||"dawnbreak in the west"|
Tuesday, April 26, 2005
Party of the future
Kennedy mostly spends his time talking down Blair and Labour, but does manage to get this dig in at the Tories:
As far as the Tories go, this depends on the definition of "of". As long as there remains a difference between the past and the present, there will be voters looking back to the former. The Conservatives may be a minority forever, or else they may change their name, or even merge with UK Independence; but there will always be a conservative Party - in this respect the UK is like any other country. The Tories are a party for the past. "Of the past" is just spin from a snob.
Labour, on the other hand, is an artifact of the primacy of heavy industry and of their accompanying labour unions during the late 1800s / early 1900s. Nowadays heavy industry isn't nearly as central to the British economy. The "Labour" party has been a misnomer for over a decade. Labour really is a party of the past.
Labour survives in name because it was born at the same time that the franchise was extended to the working proletariat. That meant that myriads of families' first experience with voting was for Labour against the Liberal / Conservative duopoly. This is what gives rise to family tradition, like American Blacks voting Republican in the early 1900s and Democrat now. Voting Labour has been part of their identity.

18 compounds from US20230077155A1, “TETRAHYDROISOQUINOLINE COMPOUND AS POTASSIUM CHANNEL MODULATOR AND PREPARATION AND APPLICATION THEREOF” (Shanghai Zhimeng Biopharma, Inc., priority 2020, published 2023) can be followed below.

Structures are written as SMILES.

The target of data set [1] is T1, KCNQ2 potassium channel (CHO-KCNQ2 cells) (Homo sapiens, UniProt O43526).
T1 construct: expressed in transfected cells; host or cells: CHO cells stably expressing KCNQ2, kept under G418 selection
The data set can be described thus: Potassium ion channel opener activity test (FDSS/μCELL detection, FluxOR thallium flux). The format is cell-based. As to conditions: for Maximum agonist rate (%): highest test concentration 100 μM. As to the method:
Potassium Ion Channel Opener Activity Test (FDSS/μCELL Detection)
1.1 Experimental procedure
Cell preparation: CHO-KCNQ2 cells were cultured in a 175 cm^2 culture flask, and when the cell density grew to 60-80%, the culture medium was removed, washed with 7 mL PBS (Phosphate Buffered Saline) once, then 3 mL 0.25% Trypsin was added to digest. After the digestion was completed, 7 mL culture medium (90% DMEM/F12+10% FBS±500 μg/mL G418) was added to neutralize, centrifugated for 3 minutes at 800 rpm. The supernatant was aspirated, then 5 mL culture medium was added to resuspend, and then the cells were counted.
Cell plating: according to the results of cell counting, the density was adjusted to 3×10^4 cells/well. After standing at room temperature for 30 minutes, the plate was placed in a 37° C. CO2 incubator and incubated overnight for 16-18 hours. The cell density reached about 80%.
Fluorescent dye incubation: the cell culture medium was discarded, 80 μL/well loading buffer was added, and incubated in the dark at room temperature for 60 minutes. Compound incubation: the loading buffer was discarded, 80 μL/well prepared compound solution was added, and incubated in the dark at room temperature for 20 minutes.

That is no longer the case. The children of Labour are switching their vote. A certain Jessica Haigh got herself into the news by unloading a heap of tripe about Labour being a "conservative" party. What the Beeb won't say, usually the Telegraph will: Haigh is a creative writing student. When she leaves university, she will be designing no tunnels, writing no code, and seeing no patients. She represents what Americans will recognise as the new elite of bourgeois bohemians, commonly found in trendy neighbourhoods from San Francisco to Austin to Boston. She probably hopes to work for Kennedy's Beeb in a few years.
Also note that Labour MP Brian Sedgemore, in advance of his retirement 5 May, has announced his switch to the Libs. Expect many more to come.
The Conservative Party is a party for the past, but that will actually help them in the future. Labour is only being kept alive through Blair's force of will; since Blair is a Gladstonian, more or less, therefore so is Labour. Kennedy is right; the Lib Dems are the party for the future, and will supplant Labour in fairly short order.
That begs the question, what will the future look like under a Kennedy government? Every UK voter should think hard on that.
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